CBSL Governor Ajith Nivard Cabraal had stated to the press in September that money printing had no impact on inflation, adding that “excess money issued can be absorbed by the CBSL whenever the need arises”, causing outrage among the community.
Stock performance: Less prosperity, more desperation?
In the midst of denials regarding money printing and inflation, and a rising economic crisis, one other rise was also noted; the rise in the Colombo Stock Exchange’s (CSE) performance. Breaking multiple record highs during the past two months, CSE’s performance has been garnering attention across the South Asian region.
However, as reported by The Sunday Morning Business early this year, the prevailing economic despair and the starkly contrasting buoyant market are correlated, and both are related to money printing. When money is printed and released into the economy, interest rates reduce, and subsequently, lowered interest rates make the stock market an ideal place for investment.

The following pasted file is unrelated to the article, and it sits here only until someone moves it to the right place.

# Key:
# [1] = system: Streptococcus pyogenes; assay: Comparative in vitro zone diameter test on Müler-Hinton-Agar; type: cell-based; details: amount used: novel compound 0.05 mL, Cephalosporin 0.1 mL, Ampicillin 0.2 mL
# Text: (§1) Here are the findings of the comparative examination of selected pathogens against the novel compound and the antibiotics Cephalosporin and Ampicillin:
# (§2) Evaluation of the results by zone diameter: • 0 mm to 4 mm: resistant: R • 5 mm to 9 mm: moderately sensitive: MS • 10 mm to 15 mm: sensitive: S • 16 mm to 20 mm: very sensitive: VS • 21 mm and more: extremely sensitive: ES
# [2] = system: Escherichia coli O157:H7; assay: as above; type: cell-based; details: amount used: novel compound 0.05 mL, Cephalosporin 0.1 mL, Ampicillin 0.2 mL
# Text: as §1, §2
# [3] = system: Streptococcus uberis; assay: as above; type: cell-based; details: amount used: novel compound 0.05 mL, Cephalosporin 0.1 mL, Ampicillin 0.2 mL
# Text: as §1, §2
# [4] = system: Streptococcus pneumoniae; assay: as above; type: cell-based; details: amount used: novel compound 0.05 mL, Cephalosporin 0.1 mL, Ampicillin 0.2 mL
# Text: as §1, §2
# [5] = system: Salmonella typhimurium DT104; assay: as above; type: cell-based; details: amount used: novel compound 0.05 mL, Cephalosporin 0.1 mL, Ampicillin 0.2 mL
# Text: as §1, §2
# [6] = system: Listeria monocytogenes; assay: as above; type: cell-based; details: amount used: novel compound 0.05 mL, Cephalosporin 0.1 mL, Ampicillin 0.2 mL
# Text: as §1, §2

At the time, officials also attributed the market boom to lowered interest rates.
Thus, we are left questioning whether the boom was a sign of a prospering investment economy or of desperate citizens trying to save some of their money through investments.
Excuses, and more excuses
Speaking to The Sunday Morning last week, Agriculture Ministry Secretary Prof. Udith K. Jayasinghe said that the soaring vegetable prices were a result of adverse weather, the prevailing pandemic conditions, and the fertiliser crisis.